In Luxembourg, the excellent performance of industrial production in January, up 6.8% year-on-year, was a large driver of the recovery. Additionally, inflation remained relatively low at 1.1% over one year in March. In the last edition, it was mentioned that the contraction of the financial sector had largely influenced the weak growth in 2017. This is rather unusual given that 2017 was a period of renewed confidence. Employment in the sector increased and stock markets showed strong growth, making the decline seem contradictory. However, while there was a contraction, the sector’s performance, relative to the Eurozone, in current prices was decent. Especially with Luxembourg having reached 1.9% growth of value added compared to the Eurozone’s 0.5%.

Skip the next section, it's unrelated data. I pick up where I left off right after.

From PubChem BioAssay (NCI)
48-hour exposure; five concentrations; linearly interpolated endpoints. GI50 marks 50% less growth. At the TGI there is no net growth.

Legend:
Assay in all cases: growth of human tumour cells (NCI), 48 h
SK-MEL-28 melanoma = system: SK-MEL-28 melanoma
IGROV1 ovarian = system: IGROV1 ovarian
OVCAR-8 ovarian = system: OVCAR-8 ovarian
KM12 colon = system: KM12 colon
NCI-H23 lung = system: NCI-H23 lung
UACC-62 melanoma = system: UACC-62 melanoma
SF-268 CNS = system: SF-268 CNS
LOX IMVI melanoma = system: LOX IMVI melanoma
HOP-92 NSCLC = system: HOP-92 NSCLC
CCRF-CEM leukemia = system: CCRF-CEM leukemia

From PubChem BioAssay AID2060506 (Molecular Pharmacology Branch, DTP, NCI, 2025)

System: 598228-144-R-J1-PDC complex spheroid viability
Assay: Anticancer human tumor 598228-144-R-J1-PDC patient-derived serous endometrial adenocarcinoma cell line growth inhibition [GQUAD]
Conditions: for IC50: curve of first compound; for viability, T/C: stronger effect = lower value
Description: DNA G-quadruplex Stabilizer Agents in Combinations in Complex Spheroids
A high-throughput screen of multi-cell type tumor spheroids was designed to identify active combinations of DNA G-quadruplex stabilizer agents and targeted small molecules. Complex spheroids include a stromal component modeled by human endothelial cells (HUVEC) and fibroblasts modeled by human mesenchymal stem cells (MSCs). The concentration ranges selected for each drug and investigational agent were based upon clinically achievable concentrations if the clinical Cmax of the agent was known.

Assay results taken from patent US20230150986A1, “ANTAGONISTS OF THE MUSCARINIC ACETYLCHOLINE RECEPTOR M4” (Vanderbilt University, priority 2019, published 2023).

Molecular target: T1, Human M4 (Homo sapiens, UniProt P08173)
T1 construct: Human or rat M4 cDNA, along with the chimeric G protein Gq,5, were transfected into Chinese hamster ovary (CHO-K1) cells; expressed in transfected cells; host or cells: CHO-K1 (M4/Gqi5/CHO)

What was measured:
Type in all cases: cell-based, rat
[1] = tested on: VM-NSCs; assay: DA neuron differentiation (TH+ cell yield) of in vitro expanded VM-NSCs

Looking at the Eurozone, despite the continued decline in economic sentiment, real economic indicators remain positive. The ECB has maintained its accommodative policy, employment continues to grow, and first quarter growth is expected to remain at 0.5%. At the same time, persistently weak inflation should continue to stimulate consumption. The main threat we see would be a sharp rise in the euro. In a tense commercial period, this could weigh on exports. Thankfully, however, this risk has not materialised. Rather, the euro has fallen and returned to end-2017 levels.